The Penn Law authors’ approach was “not the proper way to measure these networks,” said Mitchell in a phone call with Telecompetitor. The analysis “doesn’t take into account jobs created or the impact on the municipal budget,” he said.

He argued, for example, that a municipality that previously paid $1 million annually for connectivity might instead pay itself $500,000 for connectivity on the municipal network.

...

Read the full story here.

Posted May 4, 2017 by Nick

TechDirt - May 4, 2017

Maine The Latest State To Try And Let Giant Broadband Providers Write Shitty, Protectionist State Law

Written by Karl Bode

One of (several) reasons why American broadband is so uncompetitive is the fact that we continue to let giant broadband mono/duopolies quite literally write awful state telecom law. As we've long noted, more than twenty different states have passed laws making it difficult to impossible for towns and cities to improve their local broadband networks -- even in instances when the entrenched duopoly refuses to. Many of these laws even ban towns and cities from entering into public/private partnerships with the likes of Google Fiber. It's pure protectionism.

Maine is the 49th ranked state in broadband speed and coverage -- in large part due to rural markets. Despite countless years of subsidies, broadband providers consistently refuse to seriously upgrade these areas at any scale due to costs. And yet they refuse to let the towns do it themselves, either. State Representative Nate Wadsworth has introduced HP1040, aka "An Act To Encourage Broadband Development through Private Investment." Except like so many of these bills, the proposed law's name is a stark 180 from what the legislative measure actually does.

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And laws banning municipal broadband -- and especially public/private partnerships -- accomplish the exact opposite of that. And while large ISPs (and their ocean of paid think tankers, economists, and other doller-per-holler professionals) have tried to make this a partisan issue -- the vast majority of municipal networks are built in Conservative areas with broad, bipartisan support. That's because there's one thing we can all agree on: nobody likes the local cable and broadband monopoly.

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Posted May 3, 2017 by lgonzalez

Today in the Maine Legislature, the Committee on Energy, Utilities and Technology voted unanimously to stop LD 1516, a bill that would restrict local telecommunications authority. After Tuesday's compelling testimony, when it was time for a Wednesday vote, LD 1516’s sponsor moved the bill be shelved.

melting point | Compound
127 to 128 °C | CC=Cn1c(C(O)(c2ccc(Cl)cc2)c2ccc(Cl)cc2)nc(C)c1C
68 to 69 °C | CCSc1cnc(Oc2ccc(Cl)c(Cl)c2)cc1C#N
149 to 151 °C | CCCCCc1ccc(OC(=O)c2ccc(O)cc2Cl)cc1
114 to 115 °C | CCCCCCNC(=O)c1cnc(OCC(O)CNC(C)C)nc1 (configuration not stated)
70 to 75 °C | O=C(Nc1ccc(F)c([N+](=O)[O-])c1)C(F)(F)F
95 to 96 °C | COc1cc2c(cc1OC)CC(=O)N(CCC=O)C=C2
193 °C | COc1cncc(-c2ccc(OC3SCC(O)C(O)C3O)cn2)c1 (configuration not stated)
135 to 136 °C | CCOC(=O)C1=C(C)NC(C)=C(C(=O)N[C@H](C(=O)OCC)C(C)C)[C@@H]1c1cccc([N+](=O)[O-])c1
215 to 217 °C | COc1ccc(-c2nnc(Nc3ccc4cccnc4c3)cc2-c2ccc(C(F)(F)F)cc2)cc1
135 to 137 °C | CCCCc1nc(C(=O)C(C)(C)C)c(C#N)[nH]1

Engaging Testimony

On Tuesday, May 2nd, the Committee of Senators and Representatives met to listen to testimony on the bill. We’ve provided audio of the public hearing.

South Portland, Islesboro, the Sanford Regional Economic Growth Council, and Rockport all sent experts with knowledge about developing public projects to testify in opposition to the bill. Representatives from GWI (the ISP working with several local communities that have invested in their own Internet infrastructure), the Maine Municipal Association, and the Mayors’ Coalition also testified against LD 1516.

Communities where publicly owned fiber is already improving local connectivity provided stories of how they tried unsuccessfully to work with incumbents. Page Classon from Islesboro described how incumbent proposals could be described as, “You pay for it, we own it, we charge you what we charge everyone else.” LD 1516 requires local referendums for such investments and Classon balked at taking such a proposal to the voters.

In South Portland, the city paid for construction of its open access fiber-optic network with general fund reserves. The language in LD 1516 restricts communities to funding through revenue bonds but South Portland uses its network to offer free Wi-Fi and to improve connectivity for municipal facilities. Under LD 1516, they would not have been able to make the investment.

Rick Bates from Rockport testified that the bill would force municipalities to contend with restrictions that legacy providers will never face and how those restrictions will not solve the problem of connecting rural Maine. Bates also took the opportunity to point out that organizations such as the Taxpayer Protection Alliance relies on misinformation and incorrect data, such as their erroneous assertion that Rockport has debt for its FTTH project.